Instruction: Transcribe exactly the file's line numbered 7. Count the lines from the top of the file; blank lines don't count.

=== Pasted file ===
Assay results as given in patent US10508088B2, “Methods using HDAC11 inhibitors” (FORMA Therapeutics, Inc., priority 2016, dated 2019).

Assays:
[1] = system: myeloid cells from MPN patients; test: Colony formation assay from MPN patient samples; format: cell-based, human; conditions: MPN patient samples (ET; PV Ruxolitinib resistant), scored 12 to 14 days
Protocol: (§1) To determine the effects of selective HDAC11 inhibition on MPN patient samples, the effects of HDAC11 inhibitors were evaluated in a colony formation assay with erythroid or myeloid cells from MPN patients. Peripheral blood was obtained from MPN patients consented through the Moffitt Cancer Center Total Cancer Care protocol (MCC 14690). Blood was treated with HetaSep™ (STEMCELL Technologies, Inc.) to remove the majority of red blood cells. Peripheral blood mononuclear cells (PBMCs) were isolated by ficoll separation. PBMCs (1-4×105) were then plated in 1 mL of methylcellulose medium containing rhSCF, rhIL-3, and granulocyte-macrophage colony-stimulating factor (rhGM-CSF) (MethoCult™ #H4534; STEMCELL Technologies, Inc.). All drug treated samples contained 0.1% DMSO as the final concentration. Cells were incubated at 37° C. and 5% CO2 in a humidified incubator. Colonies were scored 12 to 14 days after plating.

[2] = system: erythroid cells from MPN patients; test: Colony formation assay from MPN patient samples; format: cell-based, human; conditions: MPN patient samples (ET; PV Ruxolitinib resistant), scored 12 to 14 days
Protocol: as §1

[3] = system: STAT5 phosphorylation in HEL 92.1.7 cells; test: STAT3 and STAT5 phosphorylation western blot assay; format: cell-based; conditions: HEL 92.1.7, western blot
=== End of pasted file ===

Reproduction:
[3] = system: STAT5 phosphorylation in HEL 92.1.7 cells; test: STAT3 and STAT5 phosphorylation western blot assay; format: cell-based; conditions: HEL 92.1.7, western blot